If extradited, Assange will stand trial before a federal grand jury in the U.S. on 18 charges that carry a combined prison sentence of 175 years. Of the 18 charges leveled against him, 17 are under the infamous U.S. Espionage Act. The indictment against him, initiated under the Donald Trump administration and continued under President Joe Biden, is the first time ever a publisher has been charged under the Act.
“The historical weight of what happens next cannot be overstated; it is time to put a stop to this relentless targeting of Assange and act instead to protect journalism and press freedom,” Vincent added.
In their statement, the RSF reiterated their demand to President Biden to drop the charges against Assange, close the case against him, and allow for his release without further delay.
In the dismissed appeal, Assange’s defense team had raised several issues with the extradition sanctioned by former UK Home Secretary Priti Patel during the Boris Johnson-led Conservative government. Among the key grounds raised by the defense was that if extradited, Assange will face a politically-motivated trial in the U.S., in violation of the extradition treaty between the two countries.
The defense also raised matters like Assange’s deteriorating mental and physical health; the fact that he was being prosecuted for publishing what falls within the ambit of protected speech; unsafe prison conditions in the US; and also how the U.S. has misrepresented several facts throughout the course of the extradition trial.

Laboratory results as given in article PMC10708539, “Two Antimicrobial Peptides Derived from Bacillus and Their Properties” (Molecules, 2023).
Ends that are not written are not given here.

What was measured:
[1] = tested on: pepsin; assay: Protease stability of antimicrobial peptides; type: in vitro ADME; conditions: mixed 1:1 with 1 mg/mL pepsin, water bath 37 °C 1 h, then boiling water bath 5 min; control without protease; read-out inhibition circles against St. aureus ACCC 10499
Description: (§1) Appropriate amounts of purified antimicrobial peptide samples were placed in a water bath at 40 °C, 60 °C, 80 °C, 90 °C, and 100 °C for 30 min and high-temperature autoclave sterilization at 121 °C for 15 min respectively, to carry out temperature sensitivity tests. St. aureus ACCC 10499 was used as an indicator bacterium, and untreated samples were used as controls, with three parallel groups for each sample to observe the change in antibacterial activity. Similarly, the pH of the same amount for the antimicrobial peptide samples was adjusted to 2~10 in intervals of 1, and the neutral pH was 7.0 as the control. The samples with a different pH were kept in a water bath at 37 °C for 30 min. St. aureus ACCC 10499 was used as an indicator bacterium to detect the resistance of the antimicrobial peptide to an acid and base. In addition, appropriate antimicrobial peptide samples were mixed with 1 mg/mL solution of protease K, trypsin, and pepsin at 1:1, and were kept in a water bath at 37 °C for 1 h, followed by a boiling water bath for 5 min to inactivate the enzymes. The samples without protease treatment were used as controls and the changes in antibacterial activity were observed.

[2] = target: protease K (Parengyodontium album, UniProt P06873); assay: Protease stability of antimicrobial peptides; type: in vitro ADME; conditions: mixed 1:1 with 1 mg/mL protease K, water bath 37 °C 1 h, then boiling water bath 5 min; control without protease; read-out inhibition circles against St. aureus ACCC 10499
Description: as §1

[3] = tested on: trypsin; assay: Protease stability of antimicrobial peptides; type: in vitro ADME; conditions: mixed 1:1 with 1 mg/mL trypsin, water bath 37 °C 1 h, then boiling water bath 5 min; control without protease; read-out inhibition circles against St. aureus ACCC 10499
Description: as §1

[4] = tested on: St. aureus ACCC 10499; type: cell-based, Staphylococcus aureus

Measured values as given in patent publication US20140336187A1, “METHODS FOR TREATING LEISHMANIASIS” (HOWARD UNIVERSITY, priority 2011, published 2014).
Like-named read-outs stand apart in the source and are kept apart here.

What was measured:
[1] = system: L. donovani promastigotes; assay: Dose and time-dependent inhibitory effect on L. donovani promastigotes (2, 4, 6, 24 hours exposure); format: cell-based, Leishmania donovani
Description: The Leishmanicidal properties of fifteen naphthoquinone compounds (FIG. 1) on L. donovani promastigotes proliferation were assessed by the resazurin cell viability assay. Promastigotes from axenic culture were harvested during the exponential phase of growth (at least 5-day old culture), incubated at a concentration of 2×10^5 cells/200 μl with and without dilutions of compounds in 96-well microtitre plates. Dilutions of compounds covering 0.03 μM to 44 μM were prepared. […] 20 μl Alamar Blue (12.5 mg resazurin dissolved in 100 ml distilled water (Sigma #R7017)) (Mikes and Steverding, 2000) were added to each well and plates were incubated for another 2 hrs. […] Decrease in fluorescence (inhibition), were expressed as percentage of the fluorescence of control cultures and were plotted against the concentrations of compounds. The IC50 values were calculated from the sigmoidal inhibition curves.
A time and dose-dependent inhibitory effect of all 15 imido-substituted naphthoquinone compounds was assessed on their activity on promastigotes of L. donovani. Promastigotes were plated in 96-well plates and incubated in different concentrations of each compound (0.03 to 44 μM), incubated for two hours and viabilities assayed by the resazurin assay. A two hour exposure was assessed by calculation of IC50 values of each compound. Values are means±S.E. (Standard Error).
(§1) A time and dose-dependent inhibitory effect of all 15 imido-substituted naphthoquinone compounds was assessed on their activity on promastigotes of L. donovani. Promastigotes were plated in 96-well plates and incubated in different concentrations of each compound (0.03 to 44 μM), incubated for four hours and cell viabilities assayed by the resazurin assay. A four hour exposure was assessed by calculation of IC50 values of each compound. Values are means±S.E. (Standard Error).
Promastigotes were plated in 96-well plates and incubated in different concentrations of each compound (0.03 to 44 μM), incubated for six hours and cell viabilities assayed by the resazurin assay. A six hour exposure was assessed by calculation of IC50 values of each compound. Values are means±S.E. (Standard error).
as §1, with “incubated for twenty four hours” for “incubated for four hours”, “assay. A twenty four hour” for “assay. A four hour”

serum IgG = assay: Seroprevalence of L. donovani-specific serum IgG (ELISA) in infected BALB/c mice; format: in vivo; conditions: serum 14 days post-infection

In the meanwhile, calls have been raised from Assange’s home country of Australia demanding the intervention of the Labor-led government of Anthony Albanese. Andrew Wilkie, an independent federal legislator who leads the Parliamentary Julian Assange group, has reiterated his stand against the extradition.
“Mr Assange is an Australian citizen and journalist, whose matter should not even be before a court, as the case has always been an intensely political matter,” Wilkie said in a statement responding to Justice Swift’s decision.
Enough is enough. The U.S. must drop the extradition and discontinue these charges immediately. And the Australian Government must continue to speak up and push for an immediate end to this matter as Julian’s life is at stake.
Similarly, Green Party senator Peter Whish-Wilson tweeted that the Australian prime minister “must pick up the phone today to call Joe Biden and intervene. Julian Assange must not be extradited to the U.S. where press freedoms will die the minute they seal the door of his high-security gaol cell.”
Progressives and Assange supporters in Australia are also mobilizing to protest against the looming extradition. In Melbourne, a rally has been organized outside the UK consulate, with Gabriel Shipton, Assange’s brother, expected to address the protesters. Similar such mobilizations are expected in different parts of the country.
While the Albanese government has repeatedly expressed concerns about Assange’s case and has claimed that they are making use of diplomatic channels to secure his release, the closed-door nature of these diplomatic negotiations have raised concerns from progressives regarding the government’s dedication on the matter.